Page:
You’re not going to say “maybe.” You’re not going to mumble something nobody understands, or say “I’ll get back to you on that later.” You’re not going to let your fiancé do the dirty work. You’re going to call your mom and say something along these lines:
Hi Mom, I need to talk about the wedding. I know I haven’t been clear about my needs, and doing that has been unfair to both of us. At this point this wedding feels like a runaway train, and like it’s not shaping up to be the wedding either of us (my partner and I) need or want. So here is what we’re going to have to do. (Your details my vary here but I’m going to suggest best practices based on the facts you gave me.) We’ve already invited more people than we’re comfortable having at the wedding. And while we know it would put you in a difficult position if we uninvited people, we simply can’t invite anyone else. Beyond that, we picked this wedding venue so that our wedding party could stay with us, so we’re going to need to re-arrange lodging to make that happen. This is really stressful for me, but I’m hoping you’ll help support me in making these changes happen.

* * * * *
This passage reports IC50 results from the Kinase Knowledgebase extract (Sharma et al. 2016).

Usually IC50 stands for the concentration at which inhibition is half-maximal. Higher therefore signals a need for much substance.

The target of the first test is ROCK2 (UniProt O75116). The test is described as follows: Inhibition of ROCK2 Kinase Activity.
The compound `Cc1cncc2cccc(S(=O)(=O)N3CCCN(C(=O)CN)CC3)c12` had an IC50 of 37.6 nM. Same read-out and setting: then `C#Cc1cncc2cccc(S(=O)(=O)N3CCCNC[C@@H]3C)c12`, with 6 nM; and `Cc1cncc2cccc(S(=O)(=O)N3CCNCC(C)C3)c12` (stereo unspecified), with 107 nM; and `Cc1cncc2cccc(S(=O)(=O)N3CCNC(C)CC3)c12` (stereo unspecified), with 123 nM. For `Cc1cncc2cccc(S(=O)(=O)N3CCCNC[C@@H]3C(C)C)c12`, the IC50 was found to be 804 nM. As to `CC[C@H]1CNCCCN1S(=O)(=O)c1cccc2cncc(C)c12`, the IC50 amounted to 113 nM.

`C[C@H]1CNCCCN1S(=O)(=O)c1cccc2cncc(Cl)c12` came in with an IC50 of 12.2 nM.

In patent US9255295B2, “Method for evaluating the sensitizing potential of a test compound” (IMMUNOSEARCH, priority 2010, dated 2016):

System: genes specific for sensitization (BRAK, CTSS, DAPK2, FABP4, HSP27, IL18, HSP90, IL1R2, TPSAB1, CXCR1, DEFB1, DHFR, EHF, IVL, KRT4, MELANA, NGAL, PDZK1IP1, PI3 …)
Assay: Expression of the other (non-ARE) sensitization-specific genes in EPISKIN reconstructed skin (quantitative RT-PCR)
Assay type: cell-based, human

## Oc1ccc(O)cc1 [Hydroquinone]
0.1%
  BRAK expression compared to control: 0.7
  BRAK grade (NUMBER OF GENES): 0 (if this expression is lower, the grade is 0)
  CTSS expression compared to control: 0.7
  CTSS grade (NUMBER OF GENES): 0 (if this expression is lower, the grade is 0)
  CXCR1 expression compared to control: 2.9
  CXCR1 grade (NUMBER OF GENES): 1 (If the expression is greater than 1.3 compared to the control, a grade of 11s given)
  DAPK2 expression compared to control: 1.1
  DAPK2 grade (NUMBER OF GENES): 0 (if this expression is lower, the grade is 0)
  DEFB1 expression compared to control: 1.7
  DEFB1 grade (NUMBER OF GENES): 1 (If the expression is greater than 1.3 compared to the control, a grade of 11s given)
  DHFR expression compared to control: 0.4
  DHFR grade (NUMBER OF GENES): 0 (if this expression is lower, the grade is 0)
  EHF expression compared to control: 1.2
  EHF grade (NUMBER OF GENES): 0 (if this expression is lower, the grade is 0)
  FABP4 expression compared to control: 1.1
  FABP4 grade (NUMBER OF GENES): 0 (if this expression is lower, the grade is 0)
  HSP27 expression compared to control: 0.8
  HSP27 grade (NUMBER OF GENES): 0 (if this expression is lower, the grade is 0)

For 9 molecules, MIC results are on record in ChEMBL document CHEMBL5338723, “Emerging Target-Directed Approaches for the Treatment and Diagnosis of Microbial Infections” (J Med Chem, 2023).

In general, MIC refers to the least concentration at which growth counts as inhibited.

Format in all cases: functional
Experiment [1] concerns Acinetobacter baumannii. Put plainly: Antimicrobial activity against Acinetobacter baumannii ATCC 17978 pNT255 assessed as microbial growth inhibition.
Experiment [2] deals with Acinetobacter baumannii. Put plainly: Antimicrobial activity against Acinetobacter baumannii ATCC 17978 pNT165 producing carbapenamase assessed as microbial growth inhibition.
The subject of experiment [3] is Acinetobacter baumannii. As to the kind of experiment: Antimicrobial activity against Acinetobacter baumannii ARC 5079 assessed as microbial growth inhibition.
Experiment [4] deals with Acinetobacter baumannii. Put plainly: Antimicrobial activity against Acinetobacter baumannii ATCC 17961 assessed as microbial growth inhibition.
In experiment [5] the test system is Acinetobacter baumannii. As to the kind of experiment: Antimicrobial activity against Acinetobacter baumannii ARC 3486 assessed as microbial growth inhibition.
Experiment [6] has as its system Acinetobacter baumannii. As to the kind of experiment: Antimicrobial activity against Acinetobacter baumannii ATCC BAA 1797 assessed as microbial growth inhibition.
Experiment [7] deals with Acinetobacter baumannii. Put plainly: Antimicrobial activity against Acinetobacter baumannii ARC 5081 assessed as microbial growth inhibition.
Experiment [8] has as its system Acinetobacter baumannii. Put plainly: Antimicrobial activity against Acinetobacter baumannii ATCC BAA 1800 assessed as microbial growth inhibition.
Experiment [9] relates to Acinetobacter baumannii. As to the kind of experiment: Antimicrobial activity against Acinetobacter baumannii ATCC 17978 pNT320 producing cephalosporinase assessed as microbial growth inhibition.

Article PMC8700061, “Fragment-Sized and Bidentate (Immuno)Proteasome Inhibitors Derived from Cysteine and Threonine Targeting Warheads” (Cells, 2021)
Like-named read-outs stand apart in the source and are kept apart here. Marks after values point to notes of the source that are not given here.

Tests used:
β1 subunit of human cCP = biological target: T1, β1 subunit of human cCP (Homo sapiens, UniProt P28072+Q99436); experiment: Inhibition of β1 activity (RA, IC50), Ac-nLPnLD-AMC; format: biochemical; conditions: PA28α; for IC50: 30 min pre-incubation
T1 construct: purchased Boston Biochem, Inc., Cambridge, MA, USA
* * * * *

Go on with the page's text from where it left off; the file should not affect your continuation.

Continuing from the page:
Your mom might not be happy. In fact, it sounds to me like you and your mom may have set up a dynamic where you are the people pleaser and she gets what she wants. And breaking that dynamic might be painful. But it’s also vitally important. Because the decisions only get bigger from here. They may involve how to raise your child, or how you’re going to finance your house, or how you’re going to make medical decisions. I can’t tell you what decisions are in your future, but I can tell you that they will be big, and you and your partner will need to make them together, without your mom calling the shots.
So think of this as (relatively) low-stakes practice. I know it feels high stakes now, but 13 years into this journey of marriage, I can tell you that this is practice for what’s to come.